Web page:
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4.4 out of 5 stars
Asylum
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34 of 35 people found the following review helpful
on 20 July 2003
This is one of the most engaging and gripping reads I have ever come across. McGrath has an incredible skill of drawing the reader into a false sense of security before cruelly creating the some of the darkest and most depressing scenes in modern literature. Stella is a woman trapped in a loveless marriage with a longing for passion. She finds it in Edgar, an articulate and seemingly sane prisoner of an Asylum. The book is woven in an unsentimental and stark, often harsh format by a psychiatrist. This clever viewpoint allows the book to maintain a raw and very real feel throughout. The disturbing nature of the book and its haunting characters played on my mind for many months afterwards. I would recommend it to anyone who simply has a love of words and love stories in their original, tragic structures...
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7 of 7 people found the following review helpful
Asylum by Patrick McGrath

Asylum by Patrick McGrath is an intense study of self-obsession and self-interest. Narrated by and experienced from the point of view of Peter Cleave, a psychiatrist, we follow the development of a relationship between Stella Raphael and Edgar. Stella is married to Max, who is a clinical colleague of Peter's in a mental hospital for the criminally insane where Edgar is a patient. Unlike Peter, Max finds his career, his marriage and his life somewhat stalled. Stella finds Max, her professionally challenged husband, something of a bore. She sees herself destined for something altogether more exciting, perhaps exclusive, than her husband can provide or inspire. A son, Charlie, seems to make his life in the gaps of his patents' relationship. When Edgar, a patient committed to the penal psychiatric hospital in whose grounds the Raphael's reside, responds to Stella's playful dreams, events pull both of them inexorably towards destruction. The fact that Edgar's crime was both horrifically violent and perpetrated against his then partner adds both tension and intrigue to the plot.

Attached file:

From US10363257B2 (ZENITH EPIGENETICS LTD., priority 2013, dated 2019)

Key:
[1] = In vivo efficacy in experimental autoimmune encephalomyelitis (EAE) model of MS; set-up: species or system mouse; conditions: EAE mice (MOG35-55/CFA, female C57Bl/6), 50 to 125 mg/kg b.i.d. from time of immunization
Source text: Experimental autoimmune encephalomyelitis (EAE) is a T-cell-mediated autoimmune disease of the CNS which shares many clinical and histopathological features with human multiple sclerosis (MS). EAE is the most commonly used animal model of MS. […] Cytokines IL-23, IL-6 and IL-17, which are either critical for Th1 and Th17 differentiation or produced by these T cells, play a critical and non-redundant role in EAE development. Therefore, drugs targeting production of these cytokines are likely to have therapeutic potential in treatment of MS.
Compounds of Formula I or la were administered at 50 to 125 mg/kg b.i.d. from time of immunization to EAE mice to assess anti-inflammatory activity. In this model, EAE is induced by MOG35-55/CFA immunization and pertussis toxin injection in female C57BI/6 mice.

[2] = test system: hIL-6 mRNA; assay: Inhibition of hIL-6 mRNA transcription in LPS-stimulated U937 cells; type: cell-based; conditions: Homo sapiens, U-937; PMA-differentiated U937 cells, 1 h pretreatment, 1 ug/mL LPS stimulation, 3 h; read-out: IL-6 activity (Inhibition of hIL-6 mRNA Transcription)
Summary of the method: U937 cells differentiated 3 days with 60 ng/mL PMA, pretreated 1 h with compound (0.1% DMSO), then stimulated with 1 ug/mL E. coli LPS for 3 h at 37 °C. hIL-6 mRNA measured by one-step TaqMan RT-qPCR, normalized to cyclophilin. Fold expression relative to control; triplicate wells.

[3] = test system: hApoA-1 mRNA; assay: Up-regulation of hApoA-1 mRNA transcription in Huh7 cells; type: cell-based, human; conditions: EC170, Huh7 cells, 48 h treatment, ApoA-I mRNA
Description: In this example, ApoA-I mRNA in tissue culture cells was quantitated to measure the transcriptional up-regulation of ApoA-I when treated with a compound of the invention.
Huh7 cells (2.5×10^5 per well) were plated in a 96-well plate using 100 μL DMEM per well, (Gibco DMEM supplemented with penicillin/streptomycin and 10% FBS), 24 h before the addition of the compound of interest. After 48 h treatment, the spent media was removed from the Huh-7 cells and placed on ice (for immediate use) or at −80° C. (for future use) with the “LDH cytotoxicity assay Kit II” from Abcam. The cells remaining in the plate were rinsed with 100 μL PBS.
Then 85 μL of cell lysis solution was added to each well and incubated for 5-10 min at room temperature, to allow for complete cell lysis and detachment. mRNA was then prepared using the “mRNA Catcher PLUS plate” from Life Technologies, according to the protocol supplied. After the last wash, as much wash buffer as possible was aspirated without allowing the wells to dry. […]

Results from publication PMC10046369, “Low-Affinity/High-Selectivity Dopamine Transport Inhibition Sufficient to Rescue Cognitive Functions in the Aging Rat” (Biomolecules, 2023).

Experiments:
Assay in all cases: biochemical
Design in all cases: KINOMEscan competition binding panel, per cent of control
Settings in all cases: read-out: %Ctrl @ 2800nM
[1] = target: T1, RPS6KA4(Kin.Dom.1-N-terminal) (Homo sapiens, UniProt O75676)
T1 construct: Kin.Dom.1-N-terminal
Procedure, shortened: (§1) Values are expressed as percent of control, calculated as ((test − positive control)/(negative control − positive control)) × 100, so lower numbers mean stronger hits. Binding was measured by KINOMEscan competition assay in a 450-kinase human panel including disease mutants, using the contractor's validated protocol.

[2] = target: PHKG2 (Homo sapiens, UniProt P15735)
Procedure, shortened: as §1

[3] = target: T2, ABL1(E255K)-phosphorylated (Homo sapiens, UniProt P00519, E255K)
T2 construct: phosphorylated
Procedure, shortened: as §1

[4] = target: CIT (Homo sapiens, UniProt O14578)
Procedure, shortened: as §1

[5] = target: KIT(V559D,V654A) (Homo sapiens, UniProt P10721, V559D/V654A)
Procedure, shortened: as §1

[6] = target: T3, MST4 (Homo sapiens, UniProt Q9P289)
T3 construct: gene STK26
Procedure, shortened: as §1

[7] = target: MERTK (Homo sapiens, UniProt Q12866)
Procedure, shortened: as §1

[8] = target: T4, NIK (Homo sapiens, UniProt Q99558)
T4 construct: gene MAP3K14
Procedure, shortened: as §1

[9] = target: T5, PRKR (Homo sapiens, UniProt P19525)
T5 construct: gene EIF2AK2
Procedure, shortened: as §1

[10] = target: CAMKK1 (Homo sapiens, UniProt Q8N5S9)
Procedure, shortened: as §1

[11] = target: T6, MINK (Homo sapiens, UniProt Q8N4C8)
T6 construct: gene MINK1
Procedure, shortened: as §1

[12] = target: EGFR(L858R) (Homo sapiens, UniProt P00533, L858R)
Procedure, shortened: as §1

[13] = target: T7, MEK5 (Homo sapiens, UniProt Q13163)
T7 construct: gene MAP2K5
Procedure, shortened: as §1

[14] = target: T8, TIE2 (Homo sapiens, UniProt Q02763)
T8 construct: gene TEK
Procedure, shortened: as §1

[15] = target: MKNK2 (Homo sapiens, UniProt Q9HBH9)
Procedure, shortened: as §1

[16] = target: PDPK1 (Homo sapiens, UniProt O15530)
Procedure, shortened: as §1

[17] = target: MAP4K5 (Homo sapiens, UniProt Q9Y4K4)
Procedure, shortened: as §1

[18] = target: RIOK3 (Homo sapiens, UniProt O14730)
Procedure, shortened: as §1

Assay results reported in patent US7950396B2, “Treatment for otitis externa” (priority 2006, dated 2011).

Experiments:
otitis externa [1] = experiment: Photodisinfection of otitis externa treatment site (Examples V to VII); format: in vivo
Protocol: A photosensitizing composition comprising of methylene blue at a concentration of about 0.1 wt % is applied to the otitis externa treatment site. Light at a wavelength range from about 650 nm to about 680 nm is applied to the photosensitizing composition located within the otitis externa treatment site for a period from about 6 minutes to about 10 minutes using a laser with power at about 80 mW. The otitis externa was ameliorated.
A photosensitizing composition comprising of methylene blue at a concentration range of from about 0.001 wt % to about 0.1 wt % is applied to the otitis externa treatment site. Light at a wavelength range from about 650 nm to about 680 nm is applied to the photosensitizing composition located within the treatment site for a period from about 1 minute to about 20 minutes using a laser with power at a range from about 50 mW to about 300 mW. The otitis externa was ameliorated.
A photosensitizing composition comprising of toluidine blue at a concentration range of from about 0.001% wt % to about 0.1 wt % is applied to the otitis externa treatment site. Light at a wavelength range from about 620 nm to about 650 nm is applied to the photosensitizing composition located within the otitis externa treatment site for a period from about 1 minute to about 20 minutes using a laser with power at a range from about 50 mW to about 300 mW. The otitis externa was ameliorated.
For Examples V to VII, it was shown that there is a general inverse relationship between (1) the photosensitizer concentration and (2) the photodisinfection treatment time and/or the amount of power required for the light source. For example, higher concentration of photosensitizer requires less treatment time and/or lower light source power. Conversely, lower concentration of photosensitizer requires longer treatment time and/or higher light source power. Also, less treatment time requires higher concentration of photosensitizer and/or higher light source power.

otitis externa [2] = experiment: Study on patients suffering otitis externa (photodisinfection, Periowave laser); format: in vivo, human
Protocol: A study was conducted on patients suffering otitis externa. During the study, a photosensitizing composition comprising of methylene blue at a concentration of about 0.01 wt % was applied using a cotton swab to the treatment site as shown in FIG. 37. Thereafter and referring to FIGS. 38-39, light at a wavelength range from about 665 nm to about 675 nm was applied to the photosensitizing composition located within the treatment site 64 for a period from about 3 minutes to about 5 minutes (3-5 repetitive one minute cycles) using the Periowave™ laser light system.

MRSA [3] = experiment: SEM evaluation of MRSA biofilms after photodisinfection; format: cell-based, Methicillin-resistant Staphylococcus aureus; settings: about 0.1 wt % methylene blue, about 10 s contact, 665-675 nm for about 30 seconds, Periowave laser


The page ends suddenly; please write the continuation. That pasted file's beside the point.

The relationship between Stella and Edgar develops initially via innuendo, but is soon explicitly recognised by both of them. On the face of things, Edgar is not manipulating her, but he would not be Edgar if he did not both see and take his chance. With Stella's help, unwitting or otherwise, Edgar escapes. She meets up with him in London, encounters that are facilitated by a shadowy character called Nick. Stella is captivated by Edgar's artistic talent. He is a sculptor, but he has a tendency and a history of destroying the objects he creates, especially those that he apparently holds the dearest. But Stella is attracted to him, becomes obsessed with him, moves in with him. Apparently she devotes her entire being to her lover to the extent that that she destroys her own family and herself to pursue her relationship with him.

In the later stages of the destruction, she comes under the wing of Peter Cleave, who assists her to confront the unacceptable reality of her actions. Paradoxically, even through this professional association, self-interest comes to dominate in a fascinating and unexpected, if not altogether surprising way.

Asylum is a highly concentrated but compelling read. It is a detailed, perhaps forensic analysis of Stella's descent into an abyss of self-obsession. Eventually, this blocks out all reality and gives rise to an outcome which ought to provoke abhorrence, even from her. But in the end all she sees is herself. And, perhaps, in this respect she is not particularly anything special.
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6 of 6 people found the following review helpful
on 22 January 2008
Max Raphael is the new Deputy Superintendent at a provincial asylum outside London. Stella, his beautiful, gregarious, intelligent wife is suffocating in her marriage. She embarks on a intense and dangerous affair with patient Edgar Stark, who is incarcerated for murdering his wife and then mutilating her corpse.

The initiation, the duration, and the fall-out of the affair is all narrated in the cool, clinical tones of Max's colleague at the asylum, Peter Cleave. However, from the very beginning there is a sense that Cleave might not be the most reliable of narrators. He certainly shows a very keen interest in both Edgar and Stella, in different ways, and seems to be omniscient in their lives, if not in reality, then certainly within his own imaginings.

But what is reality, and what are imaginings? The beauty of McGrath's writing is the ability to produces images of abject horror in plain, unfussy language. Indeed, some images become all the more horrible simply because the reader can easily imagine the measured tones of Cleave as he tells us in detail of the psychiatric breakdown of the people involved. The voice of Cleave is sane, but is the character?